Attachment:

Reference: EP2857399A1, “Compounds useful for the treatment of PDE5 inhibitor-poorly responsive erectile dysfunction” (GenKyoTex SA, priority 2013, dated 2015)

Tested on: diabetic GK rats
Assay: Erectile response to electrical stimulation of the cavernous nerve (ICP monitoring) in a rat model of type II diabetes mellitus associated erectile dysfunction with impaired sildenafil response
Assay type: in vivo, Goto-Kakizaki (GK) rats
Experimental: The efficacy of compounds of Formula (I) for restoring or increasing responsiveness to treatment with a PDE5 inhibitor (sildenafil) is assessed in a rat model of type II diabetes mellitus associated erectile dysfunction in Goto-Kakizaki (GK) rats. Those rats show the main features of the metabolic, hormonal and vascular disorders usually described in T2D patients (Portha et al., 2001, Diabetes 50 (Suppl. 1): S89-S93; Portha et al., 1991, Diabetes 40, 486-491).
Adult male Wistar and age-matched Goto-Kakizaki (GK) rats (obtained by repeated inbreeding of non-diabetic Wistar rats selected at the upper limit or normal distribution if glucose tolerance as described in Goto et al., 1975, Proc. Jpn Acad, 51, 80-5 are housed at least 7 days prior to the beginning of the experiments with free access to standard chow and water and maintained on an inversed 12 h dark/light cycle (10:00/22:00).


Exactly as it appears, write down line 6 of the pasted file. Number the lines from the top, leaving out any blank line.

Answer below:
Adult male Wistar and age-matched Goto-Kakizaki (GK) rats (obtained by repeated inbreeding of non-diabetic Wistar rats selected at the upper limit or normal distribution if glucose tolerance as described in Goto et al., 1975, Proc. Jpn Acad, 51, 80-5 are housed at least 7 days prior to the beginning of the experiments with free access to standard chow and water and maintained on an inversed 12 h dark/light cycle (10:00/22:00).